ICBA - Publications - FDIC Options Paper on Deposit Insurance: Coverage Limits

FDIC Options Paper on Deposit Insurance: Coverage Limits

OCTOBER 6, 2000



Editor’s note: This is the third in a series of articles that will take a more in-depth look at the three major issues raised in the FDIC’s options paper on deposit insurance reform. The FDIC would welcome banker comments on these issues, as would we.

The third and last major issue addressed by the FDIC options paper on deposit insurance is how to set coverage levels. To date, coverage limits have been set on an ad hoc basis, with Congress revisiting the issue from time to time and establishing a new limit. Since 1934, the basic coverage amount has increased five times, from $5,000 to $100,000. The ad hoc setting of coverage limits results in fluctuations in the real value of deposit insurance, the paper notes. Most of the increases have more or less been consistent with cost-of-living adjustments, except for the 1980 increase to $100,000, which was much higher than needed to keep pace with inflation.

Based on the CPI, the current $100,000 coverage limit has declined in real value by half since 1980. “This raises the question of whether Congress wishes to continue providing the same level of insurance protection for consumers in real terms, or to allow the coverage level to erode in value by maintaining the status quo,” the paper states.

Coverage limits represent a “balance between the goals of deposit insurance [protection of small savers, promotion of financial stability, and maintenance of the viability of small banks], on the one hand, and the need to limit moral hazard and the risk to taxpayers and the insurance funds, on the other,” according to the options paper.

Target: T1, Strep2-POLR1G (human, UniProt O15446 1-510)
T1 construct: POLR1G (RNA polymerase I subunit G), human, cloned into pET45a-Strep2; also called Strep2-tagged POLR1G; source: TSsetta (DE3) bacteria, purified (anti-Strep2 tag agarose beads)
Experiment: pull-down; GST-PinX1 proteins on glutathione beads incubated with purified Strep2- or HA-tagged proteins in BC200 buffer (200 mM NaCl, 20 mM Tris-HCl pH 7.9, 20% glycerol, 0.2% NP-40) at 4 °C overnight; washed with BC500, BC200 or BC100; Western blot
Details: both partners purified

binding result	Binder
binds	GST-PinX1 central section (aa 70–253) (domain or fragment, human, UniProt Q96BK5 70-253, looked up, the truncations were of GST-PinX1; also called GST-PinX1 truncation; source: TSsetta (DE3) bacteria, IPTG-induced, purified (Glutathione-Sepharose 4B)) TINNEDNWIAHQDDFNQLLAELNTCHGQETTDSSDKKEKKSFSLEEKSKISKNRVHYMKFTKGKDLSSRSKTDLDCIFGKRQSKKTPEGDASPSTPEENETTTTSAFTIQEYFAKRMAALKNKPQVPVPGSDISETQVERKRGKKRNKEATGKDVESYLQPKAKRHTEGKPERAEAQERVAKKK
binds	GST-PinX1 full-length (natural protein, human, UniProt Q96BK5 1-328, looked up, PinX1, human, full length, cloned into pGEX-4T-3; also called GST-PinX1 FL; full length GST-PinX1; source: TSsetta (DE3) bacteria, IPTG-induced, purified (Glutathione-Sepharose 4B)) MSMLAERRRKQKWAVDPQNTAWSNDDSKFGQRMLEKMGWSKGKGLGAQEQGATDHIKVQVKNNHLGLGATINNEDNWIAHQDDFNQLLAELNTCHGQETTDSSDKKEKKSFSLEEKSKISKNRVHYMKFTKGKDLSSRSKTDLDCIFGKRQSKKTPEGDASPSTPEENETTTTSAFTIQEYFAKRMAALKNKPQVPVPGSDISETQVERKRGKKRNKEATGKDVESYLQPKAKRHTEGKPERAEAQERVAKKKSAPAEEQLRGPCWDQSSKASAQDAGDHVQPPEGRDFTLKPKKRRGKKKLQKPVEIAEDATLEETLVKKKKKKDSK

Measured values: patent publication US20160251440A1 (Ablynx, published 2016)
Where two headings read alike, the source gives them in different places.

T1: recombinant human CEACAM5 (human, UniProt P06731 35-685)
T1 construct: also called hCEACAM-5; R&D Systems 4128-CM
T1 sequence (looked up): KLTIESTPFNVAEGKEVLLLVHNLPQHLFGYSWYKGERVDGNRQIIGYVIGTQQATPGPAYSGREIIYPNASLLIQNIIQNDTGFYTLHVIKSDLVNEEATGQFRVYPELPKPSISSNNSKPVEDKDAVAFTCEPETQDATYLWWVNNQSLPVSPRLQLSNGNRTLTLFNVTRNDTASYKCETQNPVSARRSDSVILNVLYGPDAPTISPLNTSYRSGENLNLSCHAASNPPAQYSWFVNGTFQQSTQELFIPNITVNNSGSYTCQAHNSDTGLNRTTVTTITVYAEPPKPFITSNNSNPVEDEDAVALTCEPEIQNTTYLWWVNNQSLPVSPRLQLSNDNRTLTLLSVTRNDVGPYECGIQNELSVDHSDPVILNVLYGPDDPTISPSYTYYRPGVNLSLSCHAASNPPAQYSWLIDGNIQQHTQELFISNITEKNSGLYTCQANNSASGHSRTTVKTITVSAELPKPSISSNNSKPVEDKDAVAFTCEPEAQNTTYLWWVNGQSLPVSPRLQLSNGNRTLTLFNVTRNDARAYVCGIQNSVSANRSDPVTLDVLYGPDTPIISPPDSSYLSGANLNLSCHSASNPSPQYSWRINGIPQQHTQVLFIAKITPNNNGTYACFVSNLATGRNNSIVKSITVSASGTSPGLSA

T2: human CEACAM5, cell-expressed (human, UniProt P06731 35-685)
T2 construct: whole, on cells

The immediate effect on the BIF and SAIF fund balances and the risk to the funds of an increase in coverage is uncertain and the long-term effect even more so, the FDIC says, and further analysis is needed. One preliminary estimate of the immediate effect of a doubling of the coverage limit is that about $230 billion of uninsured deposits would immediately become insured and reduce the reserve ratios of the combined BIF and SAIF to about 1.28 percent.

The long-term effect depends on whether an increase in coverage would cause a change in consumer and business behavior leading to a larger proportion of new wealth being placed in deposits or existing assets transferred to deposits. The FDIC suggests that in the long run a coverage increase might not change the amount of insured deposits because consumers already have the ability to place all their assets in insured accounts by using multiple account coverage or spreading deposits among different banks. On the other hand, changes in demographics—an aging population with a preference for CD investments, decreased issuance of Treasury securities as the nation enjoys budget surpluses, or increased financial market volatility could result in a shift of household assets into insured deposits.

The paper also discusses whether an increase in coverage would increase insurance losses in the event of bank failures. Some view the 1980 increase to $100,000 as playing a key role in the savings and loan crisis, as brokered deposits provided funding for high risk institutions. The FDIC notes, however, that a confluence of many factors explains the magnitude of the crisis.

Higher coverage levels are not likely to increase systemic risk because of the minimal effect they would have on the magnitude of risk posed by large institutions, the FDIC states. For these institutions it is the implicit guarantee that uninsured deposits or creditors would be protected (too big to fail)—not explicit coverage limits—that will result in high losses. The FDIC suggests that ways other than raising the coverage limit also should be explored to level the playing field between large and small banks. Examples given include “haircutting” uninsured deposits or creditors in the event of a large bank failure, or assessing large banks for more of the costs of too-big-to-fail protections.

The paper also addresses small bank funding issues. As small banks find it more difficult to fund operations with deposits, they will turn to other more expensive and interest-rate sensitive funding sources, such as FHLB advances. But funding with FHLB advances versus insured deposits does not reduce the risk exposure or loss severity to the insurance funds or taxpayers when a bank fails, because FHLB advances are fully secured and stand ahead of the FDIC in liquidation. In addition, when banks fund themselves with deposits, the FDIC at least collects premium income.


The options for setting appropriate coverage limits outlined in the paper include:

  • Status Quo. Congress could continue setting coverage limits on an ad hoc basis as needed.